Extreme Weather In 2013 Caused By Man-Made Climate Change: UN Report

By Ben Wolford on March 24, 2014 12:55 PM EDT

Typhoon Haiyan is among the natural disasters caused by man-made climate change, according to a United Nations report. (Photo: Reuters)

Typhoon Haiyan is among the natural disasters caused by man-made climate change, according to a United Nations report. (Photo: Reuters)

A year of extreme weather, from the widest-ever tornado to the most powerful typhoon to hit land, was no coincidence, the United Nations weather agency reported Monday. Citing man-made climate change as the cause, the World Meteorological Organization's annual climate statement said 2013 was riddled with unnatural global extremes.

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"We saw heavier precipitation, more intense heat, and more damage from storm surges and coastal flooding as a result of sea level rise — as Typhoon Haiyan so tragically demonstrated in the Philippines," WMO Secretary-General Michel Jarraud said in a statement. The report also confirmed that 2013 has tied 2007 as the sixth-warmest year on record, with an average global land and sea temperature of 58.1 degrees Fahrenheit.

Jarraud acknowledged that nature unleashed volcanic eruptions and El Niño and La Niña events that "influenced temperatures or caused disasters like droughts and floods." But he concluded that "many of the extreme events of 2013 were consistent with what we would expect as a result of human-induced climate change," including the acceleration of ocean warming and record levels of greenhouse gases in the atmosphere.

The WMO, considered the authority on global weather, issued a long list of specific weather events it says were caused by climate change. These included the landfall of Typhoon Haiyan in the Philippines; unprecedented snowfall in Israel, Jordan, and Syria; heat waves in the global south; drought in southern Africa and northeastern Brazil; and heavy rain in Sudan, Somalia, India, and northeast China.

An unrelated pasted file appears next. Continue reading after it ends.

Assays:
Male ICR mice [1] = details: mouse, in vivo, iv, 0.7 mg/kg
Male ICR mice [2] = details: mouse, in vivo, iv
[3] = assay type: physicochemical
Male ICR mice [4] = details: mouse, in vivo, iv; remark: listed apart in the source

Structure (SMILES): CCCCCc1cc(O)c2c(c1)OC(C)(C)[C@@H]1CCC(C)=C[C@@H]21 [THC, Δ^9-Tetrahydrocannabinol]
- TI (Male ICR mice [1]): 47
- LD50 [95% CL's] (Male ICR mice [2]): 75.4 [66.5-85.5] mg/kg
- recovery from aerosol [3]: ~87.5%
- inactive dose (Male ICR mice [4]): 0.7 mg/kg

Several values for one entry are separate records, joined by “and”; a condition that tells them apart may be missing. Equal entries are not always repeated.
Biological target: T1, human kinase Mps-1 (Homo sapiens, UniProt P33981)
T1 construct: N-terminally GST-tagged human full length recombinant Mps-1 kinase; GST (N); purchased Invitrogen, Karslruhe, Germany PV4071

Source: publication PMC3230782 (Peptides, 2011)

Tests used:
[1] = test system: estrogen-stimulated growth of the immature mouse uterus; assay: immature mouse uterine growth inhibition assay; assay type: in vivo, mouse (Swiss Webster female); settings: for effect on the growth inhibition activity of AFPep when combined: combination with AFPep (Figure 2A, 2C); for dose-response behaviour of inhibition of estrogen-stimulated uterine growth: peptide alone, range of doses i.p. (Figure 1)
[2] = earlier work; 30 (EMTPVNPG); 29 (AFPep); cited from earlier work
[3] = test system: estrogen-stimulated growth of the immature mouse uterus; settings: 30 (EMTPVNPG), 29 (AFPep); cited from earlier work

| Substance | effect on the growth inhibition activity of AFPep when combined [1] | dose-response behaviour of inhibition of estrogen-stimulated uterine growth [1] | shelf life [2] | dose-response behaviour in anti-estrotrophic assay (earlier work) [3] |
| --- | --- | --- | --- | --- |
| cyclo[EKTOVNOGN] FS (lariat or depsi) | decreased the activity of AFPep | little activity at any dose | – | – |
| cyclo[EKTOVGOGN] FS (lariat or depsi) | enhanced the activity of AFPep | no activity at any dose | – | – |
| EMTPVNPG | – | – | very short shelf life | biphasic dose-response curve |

In the United States, the WMO cited a 2.6-miles-wide tornado — the largest ever — that struck El Reno, Okla., and killed 18 people on May 31. It also referenced the deep freeze that beset the U.S. and Europe in December and preceded the January polar vortex episodes.

As part of the report, the WMO included a peer-reviewed case study on record warmth in Australia's 2012-2013 summer. Scientists compared nine climate models to determine whether the phenomenon could have happened without the contribution of man-made greenhouse gases. They concluded the intense heat was about five times as likely to happen with human influence than without it. "The record hot calendar year of 2013 would have been virtually impossible without human contributions of heat-trapping gases," they wrote, according to the news release.

The last 13 years have been warmer than all other previous years except one, making the first decade of the 21st century the Earth's hottest on record, the WMO report states. The UN's Intergovernmental Panel on Climate Change has reported that 2013 was a record year for the release of carbon pollution — the prime cause of global greenhouse effect — into the atmosphere. The panel, which is presently meeting in Japan, fears global temperatures could rise nearly 4 degrees Fahrenheit by the end of the century.

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